Lagging In AI? Don’t Worry, It’s Still Early

Without splitting a lot of hairs on definitions, it is safe to say that machine learning in its myriad forms is absolutely shaking up data processing. The techniques for training neural networks to chew through mountains of labeled data and make inferences against new data are set to transform every aspect of computation and automation. There is a mad dash to do something, as there always is at the beginning of every technology hype cycle.

Enterprises need to breathe. The hyperscalers are perfecting these technologies, which are changing fast, and by the time things settle out and the software stacks mature, then will be the time to act. That is the main idea that can be derived from a survey that has just performed. recently conducted a comprehensive survey on artificial intelligence, deep learning, and machine learning. The survey was concluded in in the third quarter of last year and contained 161 different data points covering customer present and future AI efforts. The survey asked questions ranging from the tools that customers are using, to their current AI projects, including questions on their goals, problems, and spending plans on AI-related products and services.

In the next three articles, we are going to examine some of the data arising from this survey and look at the broad trends we’ve discovered through this survey. In this first article, we are going to examine how real-world customers are approaching AI/ML/DL today.

First, let’s take a quick look at the demographics of our respondents.

We had a total of 303 professionals take the survey between 2Q and 3Q 2017. Almost all of the respondents have some involvement with AI/ML/DL in their organizations, with more than 40 percent being involved on a full time basis.

Our survey respondents represented a wide range of industries, remarkably diverse. The largest category, Financial Services/Insurance only accounted for just over 12 percent of the respondent base. Manufacturing and Engineering, both in consumer and business products, were well represented with almost 12 percent and 11 percent respectively.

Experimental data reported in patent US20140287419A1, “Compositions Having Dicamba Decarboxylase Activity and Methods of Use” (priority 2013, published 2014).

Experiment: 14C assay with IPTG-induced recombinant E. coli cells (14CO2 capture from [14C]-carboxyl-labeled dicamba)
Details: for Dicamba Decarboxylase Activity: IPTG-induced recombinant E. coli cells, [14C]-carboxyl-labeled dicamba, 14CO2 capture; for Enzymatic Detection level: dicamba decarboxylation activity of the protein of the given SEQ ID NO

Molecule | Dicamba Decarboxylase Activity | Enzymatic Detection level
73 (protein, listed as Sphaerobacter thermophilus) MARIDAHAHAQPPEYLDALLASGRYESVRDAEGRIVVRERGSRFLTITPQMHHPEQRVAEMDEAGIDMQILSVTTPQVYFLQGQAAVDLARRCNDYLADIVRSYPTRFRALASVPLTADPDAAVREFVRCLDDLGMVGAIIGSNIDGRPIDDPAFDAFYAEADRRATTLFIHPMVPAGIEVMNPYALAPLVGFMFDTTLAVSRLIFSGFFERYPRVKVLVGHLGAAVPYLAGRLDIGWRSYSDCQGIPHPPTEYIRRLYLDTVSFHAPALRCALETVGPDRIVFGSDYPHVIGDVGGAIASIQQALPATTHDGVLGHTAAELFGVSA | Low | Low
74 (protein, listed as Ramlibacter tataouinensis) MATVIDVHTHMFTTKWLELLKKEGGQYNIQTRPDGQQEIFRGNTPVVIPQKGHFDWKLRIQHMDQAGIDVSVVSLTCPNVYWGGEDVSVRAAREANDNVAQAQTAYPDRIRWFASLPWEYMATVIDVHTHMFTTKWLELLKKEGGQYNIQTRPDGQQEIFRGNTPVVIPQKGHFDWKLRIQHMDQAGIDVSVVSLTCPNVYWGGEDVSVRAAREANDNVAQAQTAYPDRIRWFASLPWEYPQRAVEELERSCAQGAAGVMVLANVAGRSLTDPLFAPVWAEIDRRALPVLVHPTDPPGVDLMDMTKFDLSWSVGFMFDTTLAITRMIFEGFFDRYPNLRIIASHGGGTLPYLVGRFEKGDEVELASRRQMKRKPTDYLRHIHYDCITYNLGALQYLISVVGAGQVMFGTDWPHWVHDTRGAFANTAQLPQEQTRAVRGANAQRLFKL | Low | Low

It Is Early, Very Early

If you read the industry press and breathless analyst whitepapers, you would think that the Age of AI was well underway and that anyone who doesn’t have an AI infrastructure is a hopeless laggard. While that might be a bit of an exaggeration, the industry hype and associated accounts of anecdotal miracles of AI are bound to make current AI-less organizations feel a little uncomfortable.

Don’t worry, there’s still plenty of time to get your AI act together. Only 7 percent of the users we surveyed have any sort of production AI system in place today. About 16 percent have some sort of limited deployment.

So less than a quarter of the organizations surveyed have AI applications that are working to some extent. This means that more than 75 percent are still developing their applications, architecting their solution, or just studying the feasibility of AI in their organizations.

It is interesting that most of our respondents rated their AI prowess as fairly low. As you can see in the graph, only 11 percent rated themselves in the top echelon when it comes to AI understanding. About the same number put themselves in the bottom ranking. More than half of the respondents said that their skills rated a modest “2” or “3” on our five point scale.

This, along with other data showing that organizations are planning to devote significantly more money to AI training, consulting, and hiring, shows us that AI expertise is at a premium and that most orgs are looking to build their internal knowledge bank and augment it with outside expertise if necessary.